When creating cover letters, a common mistake is to essentially use the same letter every time. Many applicants change nothing more than the name of the company. This is a bad idea and you can be certain that your generic letter is seen as such by those who read it. The other common mistake is in tone. As a general rule, formal is better. But this is not always the case, though it is a safe fall back position.
I’m going to assume you have done your homework and know enough about the job you are seeking to be specific in your cover letter. If you don’t have that information, then get it before you begin writing. You cannot craft a decent cover letter without specifics.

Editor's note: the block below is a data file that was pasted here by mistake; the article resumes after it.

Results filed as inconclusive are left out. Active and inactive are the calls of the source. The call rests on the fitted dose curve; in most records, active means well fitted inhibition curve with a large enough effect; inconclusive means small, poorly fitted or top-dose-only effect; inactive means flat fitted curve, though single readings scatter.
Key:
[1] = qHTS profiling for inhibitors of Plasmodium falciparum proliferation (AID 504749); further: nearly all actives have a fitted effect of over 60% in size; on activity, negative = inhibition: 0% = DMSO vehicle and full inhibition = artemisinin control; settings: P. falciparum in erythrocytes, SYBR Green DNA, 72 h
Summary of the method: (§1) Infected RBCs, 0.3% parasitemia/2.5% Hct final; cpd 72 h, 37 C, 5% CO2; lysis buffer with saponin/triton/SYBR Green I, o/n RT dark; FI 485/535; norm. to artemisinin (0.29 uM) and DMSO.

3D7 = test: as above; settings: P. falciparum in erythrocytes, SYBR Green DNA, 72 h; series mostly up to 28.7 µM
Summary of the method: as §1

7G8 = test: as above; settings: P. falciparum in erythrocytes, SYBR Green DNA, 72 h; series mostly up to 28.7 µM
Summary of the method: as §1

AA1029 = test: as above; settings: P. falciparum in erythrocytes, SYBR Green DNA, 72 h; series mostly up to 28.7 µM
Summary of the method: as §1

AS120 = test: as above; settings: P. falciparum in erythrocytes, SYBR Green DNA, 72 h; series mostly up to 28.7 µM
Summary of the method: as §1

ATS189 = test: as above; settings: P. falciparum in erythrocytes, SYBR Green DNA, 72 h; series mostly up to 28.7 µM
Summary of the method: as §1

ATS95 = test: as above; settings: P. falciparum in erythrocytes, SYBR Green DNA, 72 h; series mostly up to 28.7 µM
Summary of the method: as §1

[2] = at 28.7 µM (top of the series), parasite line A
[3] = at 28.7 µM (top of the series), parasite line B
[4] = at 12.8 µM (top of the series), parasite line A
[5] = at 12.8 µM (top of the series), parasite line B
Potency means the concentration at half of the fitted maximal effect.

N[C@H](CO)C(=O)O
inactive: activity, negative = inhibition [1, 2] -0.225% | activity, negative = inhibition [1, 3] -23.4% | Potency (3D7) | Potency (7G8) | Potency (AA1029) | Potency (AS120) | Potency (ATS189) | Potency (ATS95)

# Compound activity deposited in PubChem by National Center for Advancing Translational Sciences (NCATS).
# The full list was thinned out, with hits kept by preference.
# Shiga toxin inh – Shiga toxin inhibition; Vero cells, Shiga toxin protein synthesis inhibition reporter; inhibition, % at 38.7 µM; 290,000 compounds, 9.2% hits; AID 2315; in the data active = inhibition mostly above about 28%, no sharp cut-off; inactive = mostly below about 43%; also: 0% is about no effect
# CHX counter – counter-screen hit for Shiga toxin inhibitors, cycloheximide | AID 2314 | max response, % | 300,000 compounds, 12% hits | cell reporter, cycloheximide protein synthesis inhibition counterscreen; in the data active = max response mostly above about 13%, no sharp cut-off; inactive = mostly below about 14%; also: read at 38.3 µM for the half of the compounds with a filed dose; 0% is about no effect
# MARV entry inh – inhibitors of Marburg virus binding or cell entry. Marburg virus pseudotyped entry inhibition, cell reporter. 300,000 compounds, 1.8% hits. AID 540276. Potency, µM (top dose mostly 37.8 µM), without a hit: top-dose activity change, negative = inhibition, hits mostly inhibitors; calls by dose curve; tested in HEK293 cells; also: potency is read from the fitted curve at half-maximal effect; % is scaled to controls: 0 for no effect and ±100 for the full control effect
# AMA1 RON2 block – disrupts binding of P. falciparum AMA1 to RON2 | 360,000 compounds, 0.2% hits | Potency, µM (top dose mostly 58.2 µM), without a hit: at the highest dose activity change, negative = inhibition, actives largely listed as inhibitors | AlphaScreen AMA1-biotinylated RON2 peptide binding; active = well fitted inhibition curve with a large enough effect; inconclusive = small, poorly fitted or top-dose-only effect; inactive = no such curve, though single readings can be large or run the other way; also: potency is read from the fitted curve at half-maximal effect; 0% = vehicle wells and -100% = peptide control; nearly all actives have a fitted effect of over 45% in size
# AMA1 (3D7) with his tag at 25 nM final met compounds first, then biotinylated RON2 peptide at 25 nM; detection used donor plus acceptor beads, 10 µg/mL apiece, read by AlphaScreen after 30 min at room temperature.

The tone of the letter will be dictated on the position you are seeking. The rule is that the more authority the position has then the more formal the cover letter should be and the more specific. You want the letter to be brief but complete. It’s important to highlight your skills in relation to the specific job being offered and to explain why you are perfectly suited to the position.
Of course you will address the letter to the person doing the interviewing. If you don’t know who this is, then just call and ask. Address him or her formally throughout your letter. Never shorten someone’s name unless given permission to do so. Save the informal and friendly approach for your friends.
When writing a cover letter you want to get your point across as briefly as possible while showing respect to the reader. The tone should always err on the side of formality.
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